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3 Qualities of Leadership from My Golden Retriever

Leadership-Cappuccino-Golden Retriever

Cappuccino

Every dog has a different personality, even within the same breed. We have had two Golden Retrievers over the past 13 years. Taffy was our dog who got us to Italy and back. You can read more about her here. Cappuccino is our current Golden Retriever, who will celebrate her second birthday on the 26th. (You think I am kidding about a celebration–but my kids and wife will make sure she is celebrated) She is our Christmas Golden.

Taffy and Cappuccino are very different dogs. But they do carry some similar traits. There are three characteristics that I have observed over time that make for quality leadership reflection.

Curiosity

Many breeds are curious by nature, but a Golden Retriever is supremely curious. Any sound from outside will spark an immediate reaction. Any new object within the home, or even an out-of-place item, will cause a sensory speculation that must be satisfied. At this time of year, a wrapped present sets the stage for sniffing, surveying–and hopefully tearing–to discover the contents inside. House guests are welcomed beyond measure as they must be greeted with all manner of tail wagging and licks. This supreme curiosity may arouse excitement, fear, or great caution–but nothing must be ignored.

The curious leader is an aware leader. 

We too need to be attuned to the unusual noise, the new element in “the room” that could change everything, and especially those we lead. Curiosity leans into the unknown. Curiosity discovers. The unknown may startle us, cause us anxiety, or even fear. But curiosity also leads to possibility. Leaders chase what’s possible. Aware leaders are curious leaders.

Tenacity

I know this will surprise you, but Retrievers retrieve. Our Cappuccino will retrieve from sunup to sundown if you will supply the throws. As soon as she has had her breakfast, Cappuccino will bring you her tennis ball and beg you to throw it in the backyard. She will cajole you, bug you, and frustrate you. But you will throw the ball eventually–even if it is to just get some energy out of her. She will outlast you.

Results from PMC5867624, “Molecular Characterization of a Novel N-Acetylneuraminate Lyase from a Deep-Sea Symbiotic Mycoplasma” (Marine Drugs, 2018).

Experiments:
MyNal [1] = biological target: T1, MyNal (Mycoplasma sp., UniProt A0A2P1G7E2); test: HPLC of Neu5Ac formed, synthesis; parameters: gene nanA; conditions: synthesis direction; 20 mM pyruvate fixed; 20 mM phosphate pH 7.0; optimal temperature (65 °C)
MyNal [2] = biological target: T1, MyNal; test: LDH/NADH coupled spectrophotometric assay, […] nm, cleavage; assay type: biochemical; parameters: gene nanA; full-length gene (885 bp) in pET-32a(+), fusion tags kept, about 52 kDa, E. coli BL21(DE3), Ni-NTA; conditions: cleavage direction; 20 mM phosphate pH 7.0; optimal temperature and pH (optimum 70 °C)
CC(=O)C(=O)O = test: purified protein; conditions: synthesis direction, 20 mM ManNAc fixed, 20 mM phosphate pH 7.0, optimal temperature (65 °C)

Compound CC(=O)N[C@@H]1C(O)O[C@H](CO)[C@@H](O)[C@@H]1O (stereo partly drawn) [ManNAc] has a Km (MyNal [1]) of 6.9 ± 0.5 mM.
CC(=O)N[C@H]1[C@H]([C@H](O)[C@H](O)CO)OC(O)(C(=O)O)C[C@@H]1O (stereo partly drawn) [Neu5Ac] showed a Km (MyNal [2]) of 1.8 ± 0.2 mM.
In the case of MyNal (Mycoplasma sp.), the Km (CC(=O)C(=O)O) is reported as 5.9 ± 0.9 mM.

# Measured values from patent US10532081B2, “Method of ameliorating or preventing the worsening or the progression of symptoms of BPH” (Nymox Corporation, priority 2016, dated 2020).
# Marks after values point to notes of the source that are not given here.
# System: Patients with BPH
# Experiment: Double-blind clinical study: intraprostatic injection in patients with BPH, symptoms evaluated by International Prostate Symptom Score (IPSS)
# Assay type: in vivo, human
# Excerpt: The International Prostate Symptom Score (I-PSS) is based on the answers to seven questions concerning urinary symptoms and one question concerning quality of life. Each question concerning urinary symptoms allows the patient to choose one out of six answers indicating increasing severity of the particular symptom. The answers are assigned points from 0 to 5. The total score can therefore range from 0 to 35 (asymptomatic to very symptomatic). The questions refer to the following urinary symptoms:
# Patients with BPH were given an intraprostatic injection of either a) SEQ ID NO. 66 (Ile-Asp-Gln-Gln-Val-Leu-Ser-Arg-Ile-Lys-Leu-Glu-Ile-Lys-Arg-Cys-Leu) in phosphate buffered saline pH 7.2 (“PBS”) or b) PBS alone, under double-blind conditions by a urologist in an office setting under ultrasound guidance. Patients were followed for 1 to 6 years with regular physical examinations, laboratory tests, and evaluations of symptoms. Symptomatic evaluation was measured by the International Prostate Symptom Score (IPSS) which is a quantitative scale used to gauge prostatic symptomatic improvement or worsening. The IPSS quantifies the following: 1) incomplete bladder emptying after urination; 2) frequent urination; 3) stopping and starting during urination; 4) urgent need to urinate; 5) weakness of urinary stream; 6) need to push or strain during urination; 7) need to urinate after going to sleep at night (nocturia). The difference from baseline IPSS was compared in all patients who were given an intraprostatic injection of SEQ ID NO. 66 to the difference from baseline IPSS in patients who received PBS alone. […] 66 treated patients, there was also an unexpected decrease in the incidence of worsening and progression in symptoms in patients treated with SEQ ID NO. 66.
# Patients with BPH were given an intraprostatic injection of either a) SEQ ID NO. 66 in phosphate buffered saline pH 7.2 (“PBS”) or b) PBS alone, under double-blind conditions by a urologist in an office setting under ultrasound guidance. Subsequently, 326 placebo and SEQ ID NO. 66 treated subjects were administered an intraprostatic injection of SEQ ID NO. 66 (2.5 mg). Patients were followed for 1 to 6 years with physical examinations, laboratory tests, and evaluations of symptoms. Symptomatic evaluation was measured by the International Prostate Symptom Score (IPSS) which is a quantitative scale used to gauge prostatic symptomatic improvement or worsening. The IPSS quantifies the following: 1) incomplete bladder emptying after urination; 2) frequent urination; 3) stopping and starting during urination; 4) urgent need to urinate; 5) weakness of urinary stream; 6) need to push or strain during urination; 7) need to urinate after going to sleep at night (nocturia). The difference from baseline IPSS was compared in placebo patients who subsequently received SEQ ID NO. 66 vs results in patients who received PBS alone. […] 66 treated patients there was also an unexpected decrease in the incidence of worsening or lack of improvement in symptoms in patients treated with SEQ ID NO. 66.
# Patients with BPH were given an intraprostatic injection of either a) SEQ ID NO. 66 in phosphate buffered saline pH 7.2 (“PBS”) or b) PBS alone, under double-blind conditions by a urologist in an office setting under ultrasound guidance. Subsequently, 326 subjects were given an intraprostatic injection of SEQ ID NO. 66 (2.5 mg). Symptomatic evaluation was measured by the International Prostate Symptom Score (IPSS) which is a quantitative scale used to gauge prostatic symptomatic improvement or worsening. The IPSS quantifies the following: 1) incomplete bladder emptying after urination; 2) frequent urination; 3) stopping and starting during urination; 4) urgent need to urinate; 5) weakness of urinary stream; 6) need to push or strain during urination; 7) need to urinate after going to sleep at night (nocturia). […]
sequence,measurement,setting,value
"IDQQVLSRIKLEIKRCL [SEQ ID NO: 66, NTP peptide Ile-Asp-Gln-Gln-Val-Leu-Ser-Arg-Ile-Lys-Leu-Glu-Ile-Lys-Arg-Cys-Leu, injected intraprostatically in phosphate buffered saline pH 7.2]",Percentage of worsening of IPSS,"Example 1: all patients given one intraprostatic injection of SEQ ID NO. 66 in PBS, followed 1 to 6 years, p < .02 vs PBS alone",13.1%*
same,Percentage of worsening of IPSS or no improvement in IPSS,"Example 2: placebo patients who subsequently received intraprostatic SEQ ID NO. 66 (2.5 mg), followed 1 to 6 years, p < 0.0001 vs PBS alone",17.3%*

To be tenacious is to not be easily stopped. It is the essence of determination. 

The measure of a leader is what will stop them. By definition, leaders move things forward. Leaders change the status quo. Leaders push against what is to get to what could be. And there will always be barriers. Tenacious leaders draw energy through calling and conviction. They are driven by a vision. If they are leaders of true character, that vision is for someone else’s good. But they are never easily stopped.

Gratitude

Golden Retrievers are nothing if not grateful. Taffy would show her gratitude through leaning on you and her low-level grunts. Cappuccino demonstrates her thankfulness with a gentle lick. It is a very conscious move on her part. Immediately after breakfast, or dinner, I can expect the grateful lick. She is also quite happy to show you her gratitude when you return home. These are social animals.

Gratitude keeps us grounded and humble.

For a leader to say “Thank You” is to acknowledge that he or she is less than omnicompetent. Leadership is about influencing others. It is also about serving others. No leader has ever tasted success without the help of many others. To be grateful is to be appreciative. The more specific you can be, the more powerful your gratitude–and the greater your influence. Leaders who are worthy of being followed are leaders who say “Thank You.”

Are you a Golden Retriever leader?

5 for Leadership (11/29/14)

medium_10784025124In this 5 for Leadership we explore more deeply the art of gratitude and what it means to be truly thankful. Every leader needs to exhibit an attitude of thanksgiving. I hope these posts inspire you towards that end.

10 Reasons You Lose Gratitude and 16 Ways To Find It  “Gratitude is a form of happiness. Ungratefulness, unhappiness, and ugliness travel in the same circles. Ungratefulness paints everything ugly.” Dan Rockwell gives us some very practical advice on this critical virtue.

A Leader’s Reasons To Be Thankful  Art Petty provides 11 reasons leaders should be thankful for what we get to do and the influence we have–the privilege of serving.

3 Reasons To Be A More Thankful Person  “Ever wonder the secret to being thankful? I believe the secret to being thankful is in learning to be more content. We give thanks out of a heart overflowing with gratefulness. A full heart naturally produces gratitude. How do we do that?” Ron Edmondson taps some wisdom from the Apostle Paul for learning the secret.